Many individuals associate name brands with quality, and will only substitute brands with cheaper generic equivalents if they can be convinced that doing so is not a downgrade. When it comes to medicine, the dilemma of whether to choose a generic or name brand can be especially difficult.
Generic drugs are typically less expensive than the name brands that they replace. However, medicine is not something that many people want to experiment with. If a generic drug doesn’t work as well, the difference could have serious repercussions on a person’s health.
Are you considering regulatory affairs training? Read on to learn a few facts about generic drugs.
Pro: Generic Drugs Really Are Cheaper and Are Often a Better Value
Drug development is generally a lengthy and expensive process that requires tons of research and clinical trials before a drug is even approved and can be sold on the market. Therefore, major drug companies making that initial investment will usually look to recoup their investment by branding the drug and keeping the price relatively high. According to the Science Media Centre of Canada (SMCC), it takes an estimated $1 billion to develop a new drug.
Companies receive a 20-year patent on drugs that they develop and brand. After this period is up, manufacturers of generic drugs are free to create their own version of a drug that uses the same active medicinal ingredient. The SMCC estimates that it takes just $3 to $10 million to develop a generic drug, and because there is so much less investment to recover, the makers of generic drugs can keep their prices much lower.
Because both drugs use the same active ingredients, buyers should normally get the same results from either option. For that reason, it’s arguable that generics offer better value for most people.
Con: Students in Regulatory Affairs Training Shouldn’t Expect Generics to Be Totally Identical
Generic drugs are created to be “bioequivalent.” This means that taking them should result in a similar amount of the active ingredient entering the bloodstream at a similar concentration to that of the original drug. However, it’s important that students in regulatory affairs training realize that perfect bioequivalence is not required by law. A tolerance of 25 per cent exists, meaning a given drug can be a bit weaker or stronger.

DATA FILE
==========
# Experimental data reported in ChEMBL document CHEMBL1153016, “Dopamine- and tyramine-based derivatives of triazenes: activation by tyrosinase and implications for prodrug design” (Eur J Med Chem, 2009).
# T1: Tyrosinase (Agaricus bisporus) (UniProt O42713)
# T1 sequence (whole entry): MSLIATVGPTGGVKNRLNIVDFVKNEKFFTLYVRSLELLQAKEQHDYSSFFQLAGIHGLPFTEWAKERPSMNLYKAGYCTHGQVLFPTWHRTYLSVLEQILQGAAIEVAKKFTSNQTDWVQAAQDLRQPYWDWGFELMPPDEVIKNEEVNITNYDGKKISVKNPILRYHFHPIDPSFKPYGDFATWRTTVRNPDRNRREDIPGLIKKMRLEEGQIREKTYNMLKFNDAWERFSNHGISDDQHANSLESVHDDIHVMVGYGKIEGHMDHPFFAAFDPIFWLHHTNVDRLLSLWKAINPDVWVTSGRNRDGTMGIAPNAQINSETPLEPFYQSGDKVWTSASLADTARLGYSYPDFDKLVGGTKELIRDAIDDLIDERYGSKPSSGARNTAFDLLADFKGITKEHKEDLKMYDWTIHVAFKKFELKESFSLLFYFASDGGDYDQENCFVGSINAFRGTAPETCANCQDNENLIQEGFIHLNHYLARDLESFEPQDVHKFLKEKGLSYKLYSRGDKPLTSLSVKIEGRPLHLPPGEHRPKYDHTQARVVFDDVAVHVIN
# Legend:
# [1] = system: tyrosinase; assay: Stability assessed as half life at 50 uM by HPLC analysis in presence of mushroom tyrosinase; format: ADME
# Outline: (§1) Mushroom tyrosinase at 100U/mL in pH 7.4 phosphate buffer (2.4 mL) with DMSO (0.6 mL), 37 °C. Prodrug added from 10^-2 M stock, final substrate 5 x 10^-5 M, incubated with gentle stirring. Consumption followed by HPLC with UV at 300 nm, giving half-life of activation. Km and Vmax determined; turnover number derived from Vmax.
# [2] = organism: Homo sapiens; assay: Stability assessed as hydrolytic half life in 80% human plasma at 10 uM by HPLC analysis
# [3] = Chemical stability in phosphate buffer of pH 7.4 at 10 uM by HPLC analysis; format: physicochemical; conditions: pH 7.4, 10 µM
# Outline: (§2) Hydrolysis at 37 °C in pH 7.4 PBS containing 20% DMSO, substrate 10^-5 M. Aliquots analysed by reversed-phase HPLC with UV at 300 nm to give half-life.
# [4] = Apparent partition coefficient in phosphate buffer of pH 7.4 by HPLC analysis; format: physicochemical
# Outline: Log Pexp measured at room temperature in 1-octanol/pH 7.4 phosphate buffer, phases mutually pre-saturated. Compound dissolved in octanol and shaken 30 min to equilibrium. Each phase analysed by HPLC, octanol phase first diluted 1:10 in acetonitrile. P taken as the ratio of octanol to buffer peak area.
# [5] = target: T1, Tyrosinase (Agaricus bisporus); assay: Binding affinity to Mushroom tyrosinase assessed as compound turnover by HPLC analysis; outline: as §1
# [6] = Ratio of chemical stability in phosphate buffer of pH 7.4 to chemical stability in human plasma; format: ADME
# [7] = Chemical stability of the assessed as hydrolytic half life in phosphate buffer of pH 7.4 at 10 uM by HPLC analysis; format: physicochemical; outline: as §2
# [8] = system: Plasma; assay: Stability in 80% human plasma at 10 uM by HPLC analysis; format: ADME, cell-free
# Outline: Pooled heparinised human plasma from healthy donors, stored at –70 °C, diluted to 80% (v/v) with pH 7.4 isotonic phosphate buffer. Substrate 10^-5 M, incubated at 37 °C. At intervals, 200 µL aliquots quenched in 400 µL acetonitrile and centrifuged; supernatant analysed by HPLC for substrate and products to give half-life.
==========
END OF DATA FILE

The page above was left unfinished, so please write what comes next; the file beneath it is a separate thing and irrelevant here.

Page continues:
While this often makes no difference, some individuals can have no reaction to weaker drugs, or too much of a reaction to stronger drugs. For this reason, it is ideal to try to make generics as close in effect to the original as possible. Your pharmaceutical regulatory affairs training program will help you explore generic drug development and the regulatory framework surrounding it, allowing you to take an active, informed role in creating the generics of the future. Create generics that match the originals closely, and you could help solve the issue of drugs working differently than expected.
Con: Students in Regulatory Affairs May Know That Other Ingredients Are Different in Generics
A drug is more than just its active ingredient. Mixed in are other substances that do things like dye the drug a particular colour, improve the ability of the active ingredient to do its job, and have other cosmetic, structural, and practical effects.
The inactive ingredients that are found in generic drugs can be completely different than those in the originals. On the one hand, this usually won’t matter because people buy drugs for the active ingredient. On the other hand, some individuals may be allergic to an inactive ingredient that is present in the generic, but wasn’t found in the original, which is not ideal. Sometimes it’s necessary to include allergens in a formulation for cost purposes. While it’s not ideal, as long as the drug is deemed safe after the development and regulation phases are over, it’s safe to be put on the market.
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